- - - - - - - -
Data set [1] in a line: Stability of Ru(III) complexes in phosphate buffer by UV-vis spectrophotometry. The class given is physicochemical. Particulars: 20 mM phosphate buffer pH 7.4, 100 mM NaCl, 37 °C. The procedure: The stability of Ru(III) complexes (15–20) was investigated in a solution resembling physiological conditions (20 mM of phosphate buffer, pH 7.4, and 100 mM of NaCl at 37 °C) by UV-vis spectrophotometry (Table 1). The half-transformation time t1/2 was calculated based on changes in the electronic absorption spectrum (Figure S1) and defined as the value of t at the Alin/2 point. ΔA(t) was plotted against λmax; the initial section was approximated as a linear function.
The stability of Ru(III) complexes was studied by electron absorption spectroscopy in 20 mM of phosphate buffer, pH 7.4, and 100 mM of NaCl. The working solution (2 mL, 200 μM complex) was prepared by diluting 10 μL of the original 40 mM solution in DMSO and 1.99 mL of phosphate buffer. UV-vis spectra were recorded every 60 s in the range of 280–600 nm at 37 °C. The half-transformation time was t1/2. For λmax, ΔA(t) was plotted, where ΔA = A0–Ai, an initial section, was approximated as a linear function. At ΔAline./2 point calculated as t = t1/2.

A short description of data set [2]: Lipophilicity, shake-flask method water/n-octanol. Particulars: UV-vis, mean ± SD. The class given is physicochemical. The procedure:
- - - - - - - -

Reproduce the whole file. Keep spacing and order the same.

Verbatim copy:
Data set [1] in a line: Stability of Ru(III) complexes in phosphate buffer by UV-vis spectrophotometry. The class given is physicochemical. Particulars: 20 mM phosphate buffer pH 7.4, 100 mM NaCl, 37 °C. The procedure: The stability of Ru(III) complexes (15–20) was investigated in a solution resembling physiological conditions (20 mM of phosphate buffer, pH 7.4, and 100 mM of NaCl at 37 °C) by UV-vis spectrophotometry (Table 1). The half-transformation time t1/2 was calculated based on changes in the electronic absorption spectrum (Figure S1) and defined as the value of t at the Alin/2 point. ΔA(t) was plotted against λmax; the initial section was approximated as a linear function.
The stability of Ru(III) complexes was studied by electron absorption spectroscopy in 20 mM of phosphate buffer, pH 7.4, and 100 mM of NaCl. The working solution (2 mL, 200 μM complex) was prepared by diluting 10 μL of the original 40 mM solution in DMSO and 1.99 mL of phosphate buffer. UV-vis spectra were recorded every 60 s in the range of 280–600 nm at 37 °C. The half-transformation time was t1/2. For λmax, ΔA(t) was plotted, where ΔA = A0–Ai, an initial section, was approximated as a linear function. At ΔAline./2 point calculated as t = t1/2.

A short description of data set [2]: Lipophilicity, shake-flask method water/n-octanol. Particulars: UV-vis, mean ± SD. The class given is physicochemical. The procedure: